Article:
His grave site wasn’t even under the Steinbeck name—that’s the first thing I noticed.
The stone obelisk that loomed over John Steinbeck’s final resting place read Hamilton.
And rightly so. Hamilton was his mother’s name. A name that, I was told, meant many generations of wealth and affluence in the town of Salinas. And yet to me, a fan of Steinbeck, it felt unfair.
Below the obelisk was a large concrete slab inlaid with small, flat markers. Most of the markers were for various Hamiltons … one passing as recently as ten years go. But the one on the middle right was for John.
It held his name. His birth year and death. That’s it.
I’m one of those people who loves to visit old towns and walk in the footsteps of those long gone. I’ve visited James Dean’s gravesite and walked his family’s farm, and I’ve seen where F. Scott Fitzgerald was born, where he lived when he first got word that his book was going to be published, and where his daughter was born.
And it’s always funny how real it all gets when you see where these famous names came from and how those places and people shaped who they became.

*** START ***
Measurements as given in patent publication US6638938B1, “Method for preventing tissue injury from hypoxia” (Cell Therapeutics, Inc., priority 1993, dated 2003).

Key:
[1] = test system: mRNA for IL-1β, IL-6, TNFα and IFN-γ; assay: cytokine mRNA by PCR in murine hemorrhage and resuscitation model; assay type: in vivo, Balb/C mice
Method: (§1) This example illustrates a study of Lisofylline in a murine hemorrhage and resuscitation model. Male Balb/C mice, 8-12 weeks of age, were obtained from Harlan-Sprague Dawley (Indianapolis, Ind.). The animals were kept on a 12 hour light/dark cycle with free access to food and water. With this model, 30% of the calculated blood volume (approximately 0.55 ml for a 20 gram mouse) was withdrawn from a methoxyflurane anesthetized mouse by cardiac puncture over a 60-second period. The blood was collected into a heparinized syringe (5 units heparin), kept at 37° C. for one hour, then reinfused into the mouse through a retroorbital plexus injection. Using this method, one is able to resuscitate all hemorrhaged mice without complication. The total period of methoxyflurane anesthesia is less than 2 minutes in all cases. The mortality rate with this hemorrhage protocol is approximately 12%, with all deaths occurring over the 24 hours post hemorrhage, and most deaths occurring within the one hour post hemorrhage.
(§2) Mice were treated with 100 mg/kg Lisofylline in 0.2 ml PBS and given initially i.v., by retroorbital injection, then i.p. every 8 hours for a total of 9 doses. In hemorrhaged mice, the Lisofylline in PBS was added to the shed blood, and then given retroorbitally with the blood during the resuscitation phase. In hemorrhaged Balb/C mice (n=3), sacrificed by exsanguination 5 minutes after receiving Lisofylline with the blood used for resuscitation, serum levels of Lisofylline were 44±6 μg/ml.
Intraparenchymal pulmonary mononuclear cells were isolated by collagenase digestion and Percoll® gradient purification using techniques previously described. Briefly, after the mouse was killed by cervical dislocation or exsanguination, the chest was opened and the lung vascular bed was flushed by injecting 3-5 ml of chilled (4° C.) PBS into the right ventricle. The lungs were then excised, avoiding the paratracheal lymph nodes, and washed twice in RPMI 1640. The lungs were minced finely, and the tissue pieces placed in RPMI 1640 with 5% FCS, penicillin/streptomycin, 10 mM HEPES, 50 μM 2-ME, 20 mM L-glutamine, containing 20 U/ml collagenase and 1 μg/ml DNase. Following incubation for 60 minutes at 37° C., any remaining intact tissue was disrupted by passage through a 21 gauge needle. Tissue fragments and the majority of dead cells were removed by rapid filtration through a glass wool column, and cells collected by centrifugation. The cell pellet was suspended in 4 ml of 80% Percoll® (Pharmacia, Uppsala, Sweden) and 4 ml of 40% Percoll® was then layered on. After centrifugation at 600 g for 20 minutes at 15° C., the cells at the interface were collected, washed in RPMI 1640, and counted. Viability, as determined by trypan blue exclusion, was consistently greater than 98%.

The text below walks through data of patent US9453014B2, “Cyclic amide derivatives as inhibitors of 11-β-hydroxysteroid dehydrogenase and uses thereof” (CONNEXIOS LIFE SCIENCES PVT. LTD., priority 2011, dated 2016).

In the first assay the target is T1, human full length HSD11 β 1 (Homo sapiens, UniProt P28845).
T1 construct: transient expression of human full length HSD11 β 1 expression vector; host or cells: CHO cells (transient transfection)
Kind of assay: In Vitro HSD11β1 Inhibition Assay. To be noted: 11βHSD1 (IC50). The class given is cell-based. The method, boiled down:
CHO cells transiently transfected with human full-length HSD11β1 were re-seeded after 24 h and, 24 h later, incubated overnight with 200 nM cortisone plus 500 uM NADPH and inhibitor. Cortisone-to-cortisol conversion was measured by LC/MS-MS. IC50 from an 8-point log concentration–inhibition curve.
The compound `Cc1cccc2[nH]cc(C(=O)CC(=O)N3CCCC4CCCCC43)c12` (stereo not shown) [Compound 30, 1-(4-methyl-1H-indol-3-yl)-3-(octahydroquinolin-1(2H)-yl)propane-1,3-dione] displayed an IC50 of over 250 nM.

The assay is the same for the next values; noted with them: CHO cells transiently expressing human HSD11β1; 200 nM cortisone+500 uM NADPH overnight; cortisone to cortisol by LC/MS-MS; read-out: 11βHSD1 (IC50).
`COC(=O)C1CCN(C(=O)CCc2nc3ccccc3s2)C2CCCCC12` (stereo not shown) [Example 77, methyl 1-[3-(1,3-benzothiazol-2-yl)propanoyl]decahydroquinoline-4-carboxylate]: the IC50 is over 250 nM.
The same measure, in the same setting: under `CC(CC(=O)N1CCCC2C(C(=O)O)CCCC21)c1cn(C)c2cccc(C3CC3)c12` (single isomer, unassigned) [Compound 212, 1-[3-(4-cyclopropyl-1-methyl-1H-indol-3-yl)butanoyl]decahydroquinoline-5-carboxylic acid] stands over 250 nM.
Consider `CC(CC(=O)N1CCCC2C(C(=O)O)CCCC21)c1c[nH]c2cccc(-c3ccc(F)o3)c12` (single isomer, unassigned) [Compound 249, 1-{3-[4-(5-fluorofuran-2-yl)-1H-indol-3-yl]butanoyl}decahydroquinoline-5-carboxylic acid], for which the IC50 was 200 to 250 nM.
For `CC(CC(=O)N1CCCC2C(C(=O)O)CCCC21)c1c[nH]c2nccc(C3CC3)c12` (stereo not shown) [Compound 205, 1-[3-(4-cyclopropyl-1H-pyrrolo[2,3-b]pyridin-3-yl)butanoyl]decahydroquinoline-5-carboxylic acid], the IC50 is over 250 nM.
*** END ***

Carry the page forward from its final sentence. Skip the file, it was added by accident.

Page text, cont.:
For Steinbeck, I was blown away by this. In Salinas and in Monterey and in the strawberry farms and cattle ranches in between it was as if I had been transported to a world that I’d always thought of as fake. And yet there it was—real. It had been modernized, no doubt. But the winding coastal streets, the smell of the ocean, the whales in the bay, the ever-pressing presence of the distant ranges surrounding the Salinas Valley were real. And they were just as he had written.
This is the power of writing what you know. Of taking something that may seem ordinary and plain and boring to you and describing it with such truth and care that a girl thousands of miles away can visit for the first time decades after the stories have been written and published and think, “I’ve been here before. Many, many times.”